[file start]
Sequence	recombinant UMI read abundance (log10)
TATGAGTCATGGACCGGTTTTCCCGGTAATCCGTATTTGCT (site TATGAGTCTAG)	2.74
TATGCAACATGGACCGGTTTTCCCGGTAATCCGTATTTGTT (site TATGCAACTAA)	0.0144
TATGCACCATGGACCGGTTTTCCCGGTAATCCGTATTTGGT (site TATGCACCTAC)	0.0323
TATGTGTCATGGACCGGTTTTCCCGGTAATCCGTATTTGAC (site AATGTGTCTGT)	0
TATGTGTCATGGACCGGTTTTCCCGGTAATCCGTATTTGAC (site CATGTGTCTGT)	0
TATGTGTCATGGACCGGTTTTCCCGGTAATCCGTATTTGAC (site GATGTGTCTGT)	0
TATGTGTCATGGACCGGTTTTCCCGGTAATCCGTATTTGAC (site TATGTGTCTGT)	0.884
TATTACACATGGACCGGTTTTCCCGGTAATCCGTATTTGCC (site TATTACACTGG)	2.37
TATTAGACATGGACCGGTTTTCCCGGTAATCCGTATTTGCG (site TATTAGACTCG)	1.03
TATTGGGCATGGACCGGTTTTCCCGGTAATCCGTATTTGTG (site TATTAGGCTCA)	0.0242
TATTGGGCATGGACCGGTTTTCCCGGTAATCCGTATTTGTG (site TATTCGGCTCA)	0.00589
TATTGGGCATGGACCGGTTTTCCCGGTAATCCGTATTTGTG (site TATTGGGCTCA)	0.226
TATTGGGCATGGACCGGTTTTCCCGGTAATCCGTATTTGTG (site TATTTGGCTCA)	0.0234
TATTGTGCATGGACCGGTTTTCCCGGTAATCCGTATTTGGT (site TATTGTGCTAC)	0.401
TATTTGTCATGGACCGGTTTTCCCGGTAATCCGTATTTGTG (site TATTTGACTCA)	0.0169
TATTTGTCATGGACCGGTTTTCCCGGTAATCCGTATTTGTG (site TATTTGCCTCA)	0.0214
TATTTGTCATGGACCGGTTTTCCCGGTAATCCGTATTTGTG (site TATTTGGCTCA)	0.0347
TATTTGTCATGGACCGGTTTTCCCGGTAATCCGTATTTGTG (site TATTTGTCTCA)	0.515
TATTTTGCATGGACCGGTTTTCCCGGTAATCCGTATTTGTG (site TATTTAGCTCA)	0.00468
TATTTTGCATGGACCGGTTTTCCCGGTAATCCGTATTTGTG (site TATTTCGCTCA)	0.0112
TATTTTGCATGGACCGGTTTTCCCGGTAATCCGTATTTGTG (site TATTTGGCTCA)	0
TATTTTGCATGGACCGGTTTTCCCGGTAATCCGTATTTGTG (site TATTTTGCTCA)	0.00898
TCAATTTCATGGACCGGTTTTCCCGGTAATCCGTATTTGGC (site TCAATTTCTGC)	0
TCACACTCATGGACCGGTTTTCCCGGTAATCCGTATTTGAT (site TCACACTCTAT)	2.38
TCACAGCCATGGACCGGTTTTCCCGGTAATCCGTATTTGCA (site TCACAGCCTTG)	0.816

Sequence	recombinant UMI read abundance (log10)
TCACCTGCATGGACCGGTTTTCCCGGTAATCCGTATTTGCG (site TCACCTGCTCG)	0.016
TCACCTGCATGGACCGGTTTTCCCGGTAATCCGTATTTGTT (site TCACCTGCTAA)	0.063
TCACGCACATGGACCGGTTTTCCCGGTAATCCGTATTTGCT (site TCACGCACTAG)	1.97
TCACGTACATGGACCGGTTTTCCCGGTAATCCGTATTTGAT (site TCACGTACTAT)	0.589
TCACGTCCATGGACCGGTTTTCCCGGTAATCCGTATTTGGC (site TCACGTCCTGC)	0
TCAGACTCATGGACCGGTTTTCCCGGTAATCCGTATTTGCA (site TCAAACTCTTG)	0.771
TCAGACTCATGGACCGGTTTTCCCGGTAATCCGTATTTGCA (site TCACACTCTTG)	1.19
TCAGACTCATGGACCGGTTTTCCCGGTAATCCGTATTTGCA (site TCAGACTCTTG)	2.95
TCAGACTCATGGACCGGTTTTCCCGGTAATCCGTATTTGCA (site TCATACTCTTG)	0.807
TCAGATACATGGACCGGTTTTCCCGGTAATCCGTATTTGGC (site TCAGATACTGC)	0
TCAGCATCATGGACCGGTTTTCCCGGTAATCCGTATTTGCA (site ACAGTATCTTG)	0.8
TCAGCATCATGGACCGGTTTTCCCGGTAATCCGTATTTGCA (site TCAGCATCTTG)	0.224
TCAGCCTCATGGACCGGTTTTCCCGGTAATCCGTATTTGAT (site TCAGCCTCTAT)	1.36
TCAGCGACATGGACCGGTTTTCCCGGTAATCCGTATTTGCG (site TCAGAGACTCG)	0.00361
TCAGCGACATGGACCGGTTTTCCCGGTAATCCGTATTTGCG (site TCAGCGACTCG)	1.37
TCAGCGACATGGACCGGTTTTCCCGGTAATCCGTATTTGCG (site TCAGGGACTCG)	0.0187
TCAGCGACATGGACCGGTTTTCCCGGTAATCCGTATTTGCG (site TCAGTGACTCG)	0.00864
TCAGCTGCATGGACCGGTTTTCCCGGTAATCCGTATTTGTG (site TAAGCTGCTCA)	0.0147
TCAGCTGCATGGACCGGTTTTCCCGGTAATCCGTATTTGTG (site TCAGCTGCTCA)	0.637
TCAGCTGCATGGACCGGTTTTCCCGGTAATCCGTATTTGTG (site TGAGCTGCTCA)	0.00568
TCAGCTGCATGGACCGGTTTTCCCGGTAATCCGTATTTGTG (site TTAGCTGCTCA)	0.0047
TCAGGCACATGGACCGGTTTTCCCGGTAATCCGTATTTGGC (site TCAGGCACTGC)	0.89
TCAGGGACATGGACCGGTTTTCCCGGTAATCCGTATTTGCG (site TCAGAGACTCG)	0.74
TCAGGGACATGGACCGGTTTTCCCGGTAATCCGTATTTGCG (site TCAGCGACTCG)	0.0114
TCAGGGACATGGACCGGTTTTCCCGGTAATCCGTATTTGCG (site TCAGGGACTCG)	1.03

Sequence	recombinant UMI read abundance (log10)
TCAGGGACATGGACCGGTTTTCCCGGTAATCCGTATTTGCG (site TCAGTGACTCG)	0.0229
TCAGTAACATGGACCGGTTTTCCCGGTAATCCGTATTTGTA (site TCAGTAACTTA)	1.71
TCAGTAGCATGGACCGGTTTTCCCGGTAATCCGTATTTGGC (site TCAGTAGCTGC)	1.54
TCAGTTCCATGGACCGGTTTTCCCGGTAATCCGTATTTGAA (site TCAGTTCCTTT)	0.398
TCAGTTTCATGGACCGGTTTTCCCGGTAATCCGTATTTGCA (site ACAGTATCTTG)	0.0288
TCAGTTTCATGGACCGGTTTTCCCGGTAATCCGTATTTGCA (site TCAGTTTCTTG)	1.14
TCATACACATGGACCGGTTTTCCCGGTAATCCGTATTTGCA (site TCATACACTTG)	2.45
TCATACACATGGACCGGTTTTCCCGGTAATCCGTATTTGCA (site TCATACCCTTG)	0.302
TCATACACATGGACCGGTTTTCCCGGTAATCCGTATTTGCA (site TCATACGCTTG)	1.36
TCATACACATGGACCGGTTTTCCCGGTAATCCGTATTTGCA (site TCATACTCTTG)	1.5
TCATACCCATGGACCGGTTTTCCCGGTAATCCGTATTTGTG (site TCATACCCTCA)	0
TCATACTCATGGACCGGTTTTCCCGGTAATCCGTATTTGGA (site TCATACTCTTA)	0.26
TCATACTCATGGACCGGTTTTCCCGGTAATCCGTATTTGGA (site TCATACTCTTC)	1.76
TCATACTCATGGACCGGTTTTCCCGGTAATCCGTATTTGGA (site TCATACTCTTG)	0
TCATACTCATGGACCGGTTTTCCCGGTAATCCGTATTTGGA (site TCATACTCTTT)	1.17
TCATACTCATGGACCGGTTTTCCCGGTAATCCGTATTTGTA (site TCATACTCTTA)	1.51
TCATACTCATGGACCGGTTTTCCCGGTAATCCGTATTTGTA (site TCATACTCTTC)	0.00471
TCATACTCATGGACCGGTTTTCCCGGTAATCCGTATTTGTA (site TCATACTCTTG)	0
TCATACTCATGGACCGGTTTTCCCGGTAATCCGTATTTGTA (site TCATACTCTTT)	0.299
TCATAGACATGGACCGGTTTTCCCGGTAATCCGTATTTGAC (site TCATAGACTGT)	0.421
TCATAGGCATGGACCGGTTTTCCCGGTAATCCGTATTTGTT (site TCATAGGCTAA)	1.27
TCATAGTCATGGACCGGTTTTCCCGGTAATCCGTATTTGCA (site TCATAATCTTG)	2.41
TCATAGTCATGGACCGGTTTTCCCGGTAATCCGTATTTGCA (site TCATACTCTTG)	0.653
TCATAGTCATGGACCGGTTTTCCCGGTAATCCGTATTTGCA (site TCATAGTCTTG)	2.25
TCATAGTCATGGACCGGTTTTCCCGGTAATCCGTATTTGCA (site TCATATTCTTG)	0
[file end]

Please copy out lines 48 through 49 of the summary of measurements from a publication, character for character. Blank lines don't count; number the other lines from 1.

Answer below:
TCAGCTGCATGGACCGGTTTTCCCGGTAATCCGTATTTGTG (site TTAGCTGCTCA)	0.0047
TCAGGCACATGGACCGGTTTTCCCGGTAATCCGTATTTGGC (site TCAGGCACTGC)	0.89